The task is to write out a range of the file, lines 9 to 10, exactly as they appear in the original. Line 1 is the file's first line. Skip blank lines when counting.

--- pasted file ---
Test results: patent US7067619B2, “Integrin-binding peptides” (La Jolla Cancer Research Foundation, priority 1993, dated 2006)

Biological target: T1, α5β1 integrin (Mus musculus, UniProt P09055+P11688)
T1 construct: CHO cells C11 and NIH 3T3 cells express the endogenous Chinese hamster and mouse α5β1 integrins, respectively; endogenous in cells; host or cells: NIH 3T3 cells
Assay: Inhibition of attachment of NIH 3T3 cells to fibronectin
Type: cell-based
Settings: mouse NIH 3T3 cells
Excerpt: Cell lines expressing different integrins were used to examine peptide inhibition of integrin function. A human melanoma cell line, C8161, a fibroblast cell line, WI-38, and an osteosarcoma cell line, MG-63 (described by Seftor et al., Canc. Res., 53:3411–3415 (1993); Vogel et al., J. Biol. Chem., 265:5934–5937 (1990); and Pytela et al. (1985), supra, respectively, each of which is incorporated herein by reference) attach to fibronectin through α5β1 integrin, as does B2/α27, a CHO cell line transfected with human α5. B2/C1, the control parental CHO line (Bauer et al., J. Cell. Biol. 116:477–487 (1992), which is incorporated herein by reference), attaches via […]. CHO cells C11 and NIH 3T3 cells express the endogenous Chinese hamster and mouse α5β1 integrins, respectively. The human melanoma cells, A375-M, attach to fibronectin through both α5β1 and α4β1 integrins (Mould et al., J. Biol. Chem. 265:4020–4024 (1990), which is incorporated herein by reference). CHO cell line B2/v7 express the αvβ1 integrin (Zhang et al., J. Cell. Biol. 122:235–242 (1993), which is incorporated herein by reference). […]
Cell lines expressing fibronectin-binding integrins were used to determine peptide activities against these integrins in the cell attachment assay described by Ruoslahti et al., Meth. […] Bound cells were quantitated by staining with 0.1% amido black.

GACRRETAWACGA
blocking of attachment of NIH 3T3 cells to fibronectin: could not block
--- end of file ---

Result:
GACRRETAWACGA
blocking of attachment of NIH 3T3 cells to fibronectin: could not block